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Fed leaves short-term rates alone as U.S. economy slows

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With signs emerging that U.S. economic growth finally is slowing down, the Federal Reserve left short-term interest rates on hold Wednesday.

The Fed's monetary policy panel - the Federal Open Market Committee - con-cluded a two-day private meeting, signaling it had left the benchmark rate on overnight loans between banks unchanged at 5.5 percent. It's been at that level since a quarter of a percentage point increase in March 1997.The decision was widely anticipated and financial markets showed little reaction. Raising U.S. rates would have risked destabilizing already-rocky Asian financial markets by giving investors another reason to transfer their money to the United States.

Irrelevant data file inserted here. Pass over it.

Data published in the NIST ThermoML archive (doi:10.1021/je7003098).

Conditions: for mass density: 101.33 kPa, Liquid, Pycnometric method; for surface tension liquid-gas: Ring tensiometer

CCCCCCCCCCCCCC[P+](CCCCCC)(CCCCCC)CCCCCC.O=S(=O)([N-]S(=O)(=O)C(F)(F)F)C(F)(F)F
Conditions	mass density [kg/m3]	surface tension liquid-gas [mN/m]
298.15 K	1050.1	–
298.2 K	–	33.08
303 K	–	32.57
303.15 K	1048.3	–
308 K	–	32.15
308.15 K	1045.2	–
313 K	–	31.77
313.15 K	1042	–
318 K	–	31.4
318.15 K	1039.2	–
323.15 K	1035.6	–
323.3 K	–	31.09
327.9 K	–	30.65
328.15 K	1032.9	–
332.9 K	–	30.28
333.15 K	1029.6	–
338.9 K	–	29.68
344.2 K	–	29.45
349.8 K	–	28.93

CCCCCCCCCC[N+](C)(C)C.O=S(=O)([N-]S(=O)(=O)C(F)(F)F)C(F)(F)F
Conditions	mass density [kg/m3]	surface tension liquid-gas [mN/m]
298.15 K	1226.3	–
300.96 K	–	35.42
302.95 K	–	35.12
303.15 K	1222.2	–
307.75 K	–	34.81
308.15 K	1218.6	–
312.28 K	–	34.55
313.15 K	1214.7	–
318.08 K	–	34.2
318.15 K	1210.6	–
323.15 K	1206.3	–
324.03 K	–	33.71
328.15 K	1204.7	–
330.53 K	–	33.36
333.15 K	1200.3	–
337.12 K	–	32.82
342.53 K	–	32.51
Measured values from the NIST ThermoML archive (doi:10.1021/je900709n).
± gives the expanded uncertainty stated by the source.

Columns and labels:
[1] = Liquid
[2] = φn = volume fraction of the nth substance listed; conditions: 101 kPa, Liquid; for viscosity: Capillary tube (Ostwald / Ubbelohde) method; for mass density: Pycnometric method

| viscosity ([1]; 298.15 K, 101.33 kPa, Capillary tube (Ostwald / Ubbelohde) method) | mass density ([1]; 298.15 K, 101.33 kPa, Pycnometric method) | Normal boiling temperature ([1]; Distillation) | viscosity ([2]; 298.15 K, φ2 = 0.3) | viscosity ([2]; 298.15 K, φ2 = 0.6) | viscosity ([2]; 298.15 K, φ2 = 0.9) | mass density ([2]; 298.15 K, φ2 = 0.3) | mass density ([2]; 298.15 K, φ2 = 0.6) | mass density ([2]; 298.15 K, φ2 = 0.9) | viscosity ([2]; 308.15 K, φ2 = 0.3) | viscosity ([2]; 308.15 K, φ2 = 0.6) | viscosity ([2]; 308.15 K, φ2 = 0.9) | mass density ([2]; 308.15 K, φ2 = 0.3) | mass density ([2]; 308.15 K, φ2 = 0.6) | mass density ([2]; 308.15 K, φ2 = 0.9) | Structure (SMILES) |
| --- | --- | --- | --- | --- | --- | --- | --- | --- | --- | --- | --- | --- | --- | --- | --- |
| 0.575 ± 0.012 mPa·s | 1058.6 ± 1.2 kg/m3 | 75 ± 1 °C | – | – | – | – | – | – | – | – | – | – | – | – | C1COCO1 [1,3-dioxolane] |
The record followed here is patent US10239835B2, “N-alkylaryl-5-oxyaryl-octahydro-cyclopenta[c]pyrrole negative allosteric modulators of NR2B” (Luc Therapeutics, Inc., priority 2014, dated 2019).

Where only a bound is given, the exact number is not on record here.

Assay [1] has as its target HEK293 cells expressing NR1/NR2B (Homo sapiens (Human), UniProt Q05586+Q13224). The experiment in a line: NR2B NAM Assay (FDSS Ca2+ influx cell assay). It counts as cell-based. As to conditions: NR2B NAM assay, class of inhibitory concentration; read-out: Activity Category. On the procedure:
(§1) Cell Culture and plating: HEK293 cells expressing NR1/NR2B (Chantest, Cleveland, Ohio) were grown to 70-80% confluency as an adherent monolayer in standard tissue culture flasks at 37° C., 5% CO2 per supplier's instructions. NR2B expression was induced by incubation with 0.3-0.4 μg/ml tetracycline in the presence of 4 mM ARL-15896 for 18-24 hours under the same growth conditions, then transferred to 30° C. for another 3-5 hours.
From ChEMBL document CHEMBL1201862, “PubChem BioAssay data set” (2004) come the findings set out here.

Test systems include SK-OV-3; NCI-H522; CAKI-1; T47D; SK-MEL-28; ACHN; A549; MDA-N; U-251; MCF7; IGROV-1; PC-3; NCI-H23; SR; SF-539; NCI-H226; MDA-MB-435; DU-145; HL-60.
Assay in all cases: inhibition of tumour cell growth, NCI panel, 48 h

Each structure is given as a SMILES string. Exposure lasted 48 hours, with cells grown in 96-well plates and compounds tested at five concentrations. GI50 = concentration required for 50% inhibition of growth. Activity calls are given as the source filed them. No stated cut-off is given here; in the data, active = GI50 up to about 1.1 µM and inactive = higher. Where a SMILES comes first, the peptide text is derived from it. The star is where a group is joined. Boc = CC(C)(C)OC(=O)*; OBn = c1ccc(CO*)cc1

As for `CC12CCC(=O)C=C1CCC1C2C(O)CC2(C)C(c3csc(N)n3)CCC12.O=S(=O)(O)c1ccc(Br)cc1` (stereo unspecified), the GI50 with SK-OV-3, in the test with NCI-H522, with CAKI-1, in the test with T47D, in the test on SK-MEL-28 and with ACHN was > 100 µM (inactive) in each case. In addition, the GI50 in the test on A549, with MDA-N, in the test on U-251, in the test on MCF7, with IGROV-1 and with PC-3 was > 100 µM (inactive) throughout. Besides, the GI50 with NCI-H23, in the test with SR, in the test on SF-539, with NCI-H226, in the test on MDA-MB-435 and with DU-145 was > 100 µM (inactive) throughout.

Plus, the American economy appears to be slowing on its own from growth rates that could generate inflation pressures if they persisted. And consumer price inflation, running at a 1.5 percent annual rate during the first five months of the year, appears well-contained.

"The need to tighten (interest rates) isn't that pronounced," said economist Bob Dederick of Northern Trust Co. in Chicago. "There is some evidence that inflation has passed its best, but no evidence it's become anything remotely fearsome. ... Meanwhile, you have a public and a stock market that would be saying, `Why are you doing this to me?' "

On Wall Street, reports the Japanese government will propose major tax cuts boosted stock prices. In early afternoon the Dow Jones industrial average was up 55 points, hovering about the 9000 mark.

In New York, the National Association of Purchasing Management said today the nation's manufacturing activity fell in June for the first time in nearly two years, hurt by Asia's economic troubles.

Also, the Conference Board, a business research group, said its Index of Leading Indicators was unchanged in May for the second consecutive month, signaling slower but still positive growth for the rest of the year.